UPDATE: This is actually a good album. It does take some listening to but yes it gets better the more you listen to it!
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on 15 February 2009
I don't know why this is so highly rated as this album is actually quite poor apart from the excellent 'Cath'.

I agree entirely with the reviewer who said that "those who jumped on board with Transatlantacism and Plans probably won't welcome the new influences very nicely. And ex-fans of their first few albums, will probably fall in love with 'Cath'".

These two earlier albums are far superior in every way. The "new influences" aren't doing them any favours at all.

If the whole album was upto the standard of 'Cath' I could understand the aclaim - but it isn't.
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on 27 February 2010
Death cab are one of those bands that consistently produce, solid emotional albums that leave you wanting more. If you like Death cab and want to expand your collection this is one of the must haves. Less commercial than Plans, but in some ways better for it. Check out the animated video for Grapevine fires on youtube. Can't recommend this album highly enough.
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on 16 December 2010
Overall, a pretty decent album. Some songs are a bit cliche but there are some real winners (Bixby Canyon Bridge, No Sunlight, I will possess your heart).
A good album from Death Cab.
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on 1 October 2009
This is a record I heard while in the states for two years and is definate grower. Remiinds me of long summer nights in illinois!
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on 14 May 2008
Secretly, nobody likes change. It's inherent in Humans to gravitate towards our comfort zones. But who knows where the world would be if it's residents didn't evolve, grow, move on and move out. Death Cab For Cutie understands this well enough. Scenesters still decry this once-loved Indie guitar-pop band for turning their backs against the underground and entering the major-label studio. But ultimately, two of Death Cab's most financially and critically successful works (Transatlantacism and Plans) came from this career trajectory. So for a band whose style (and gross income) has benefited so much from change, you'd think they'd be happy to welcome it back with open arms. But Narrow Stairs shows that, in reality, Ben Gibbard and co. are as apprehensive towards transformations as the next person.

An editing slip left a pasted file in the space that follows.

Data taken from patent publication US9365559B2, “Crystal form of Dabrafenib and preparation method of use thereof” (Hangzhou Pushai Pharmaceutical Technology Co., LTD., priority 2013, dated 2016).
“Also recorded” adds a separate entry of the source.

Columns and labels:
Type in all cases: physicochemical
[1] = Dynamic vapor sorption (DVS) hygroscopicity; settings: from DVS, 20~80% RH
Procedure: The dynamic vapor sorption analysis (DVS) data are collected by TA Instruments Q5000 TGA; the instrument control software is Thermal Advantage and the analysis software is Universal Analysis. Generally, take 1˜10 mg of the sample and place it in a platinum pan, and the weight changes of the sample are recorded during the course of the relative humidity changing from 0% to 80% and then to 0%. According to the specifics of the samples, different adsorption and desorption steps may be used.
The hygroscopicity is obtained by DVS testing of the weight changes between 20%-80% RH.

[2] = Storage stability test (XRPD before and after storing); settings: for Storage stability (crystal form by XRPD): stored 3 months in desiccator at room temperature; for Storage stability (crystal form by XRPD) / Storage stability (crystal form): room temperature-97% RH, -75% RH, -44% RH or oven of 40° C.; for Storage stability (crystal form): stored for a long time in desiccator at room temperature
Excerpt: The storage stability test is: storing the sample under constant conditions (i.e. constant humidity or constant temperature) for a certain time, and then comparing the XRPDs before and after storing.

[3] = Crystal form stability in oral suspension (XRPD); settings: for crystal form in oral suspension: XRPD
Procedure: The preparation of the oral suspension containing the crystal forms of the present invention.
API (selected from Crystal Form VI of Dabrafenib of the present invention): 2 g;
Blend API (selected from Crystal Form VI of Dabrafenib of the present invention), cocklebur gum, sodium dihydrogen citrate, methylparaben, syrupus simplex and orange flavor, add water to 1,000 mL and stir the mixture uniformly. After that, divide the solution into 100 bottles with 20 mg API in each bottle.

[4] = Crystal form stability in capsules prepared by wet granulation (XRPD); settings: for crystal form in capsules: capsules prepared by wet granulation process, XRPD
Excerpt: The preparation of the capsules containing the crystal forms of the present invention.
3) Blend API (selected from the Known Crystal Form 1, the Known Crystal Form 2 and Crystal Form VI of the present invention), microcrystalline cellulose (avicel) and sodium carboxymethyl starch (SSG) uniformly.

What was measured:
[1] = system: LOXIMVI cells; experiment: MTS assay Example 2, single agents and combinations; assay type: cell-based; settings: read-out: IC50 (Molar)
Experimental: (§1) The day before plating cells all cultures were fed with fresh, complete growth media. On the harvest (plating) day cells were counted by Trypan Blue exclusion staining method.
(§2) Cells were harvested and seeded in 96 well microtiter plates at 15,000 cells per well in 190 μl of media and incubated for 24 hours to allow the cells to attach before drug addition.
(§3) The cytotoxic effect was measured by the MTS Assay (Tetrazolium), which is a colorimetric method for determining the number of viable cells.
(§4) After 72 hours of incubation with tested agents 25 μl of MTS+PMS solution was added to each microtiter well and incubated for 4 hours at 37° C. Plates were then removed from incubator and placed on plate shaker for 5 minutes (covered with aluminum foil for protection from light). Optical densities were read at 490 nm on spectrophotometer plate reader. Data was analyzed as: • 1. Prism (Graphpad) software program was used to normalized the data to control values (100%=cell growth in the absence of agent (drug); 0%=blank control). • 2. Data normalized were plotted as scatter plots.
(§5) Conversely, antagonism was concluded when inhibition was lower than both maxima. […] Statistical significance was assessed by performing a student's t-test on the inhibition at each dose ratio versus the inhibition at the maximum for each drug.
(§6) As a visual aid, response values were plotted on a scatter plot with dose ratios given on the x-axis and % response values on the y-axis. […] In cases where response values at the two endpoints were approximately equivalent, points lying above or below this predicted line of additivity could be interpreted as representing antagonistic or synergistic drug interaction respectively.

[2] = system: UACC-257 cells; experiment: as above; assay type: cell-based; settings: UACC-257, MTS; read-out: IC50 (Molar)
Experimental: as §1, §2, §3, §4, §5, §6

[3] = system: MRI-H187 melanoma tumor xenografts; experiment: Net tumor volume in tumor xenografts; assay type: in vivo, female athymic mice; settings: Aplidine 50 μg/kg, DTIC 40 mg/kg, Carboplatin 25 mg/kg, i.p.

The common consensus is that this is Death Cab's "experimental" album. But if you've grown attached to their current stream of OC-friendly guitar pop, you don't have to worry. Narrow Stairs' perceived experimentalism is more obvious in idea than in practice. "I Will Possess Your Heart" is probably the main source of the talk. It opens with 4 instrumental minutes of Can-esque jamming and spacious atmosphere led by a soulful bass riff. Also, "No Sunlight" and "Long Division" carry dense, intricate guitar-play and driving Neu!-style rhythms that distinguish them from typical Death Cab fare, yet still fit perfectly with their sing-along qualities. Even though "Pity and Fear" falls flat in it's attempt at traditional tabla-driven Indian music, Narrow Stairs' boldest tracks point to what could've been a spectacular new chapter in Death Cab's career.

But the biggest problem of the album is that the band seems so resistant to make the full-fledged leap into the unknown, even though they clearly have the capabilities. Too many tracks hide behind the same AM pop territory they hinted at with their last two albums. In particular, the mid-section spanning from "Talking Bird" to "Grapevine Fires" settles into a lazy lull of humdrum hooks. Even after getting back on track with the slinking beauty of "Your New Twin Sized Bed", "The Ice Is Getting Thinner" prevails as a completely underwhelming closer, filled with lifeless cliche that leaves the listeners asking themselves, "is that it?".

Any way you look at it, Narrow Stairs is a polarizing album. Death Cab's experiments are exciting enough to get previous detractors on board, but those people will undoubtedly be let down by the straightforward interior. Inversely, those who jumped on board with Transatlantacism and Plans probably won't welcome the new influences very nicely. And ex-fans of their first few albums, will probably fall in love with "Cath..." (which strongly recalls Something About Airplanes) but will be unimpressed with both their typical tracks and their new jams. If Death Cab had just applied to a single mode, they could've retained the focus that makes all of those aforementioned albums so great. Instead, what we have is a strange transitional work that offers small snapshots of the band's strengths and wide-scale landscape photos of their fears. (Aron Fischer)

For fans of: Built To Spill, Fleetwood Mac, Postal Service, Pedro The Lion, Menomena, John Vanderslice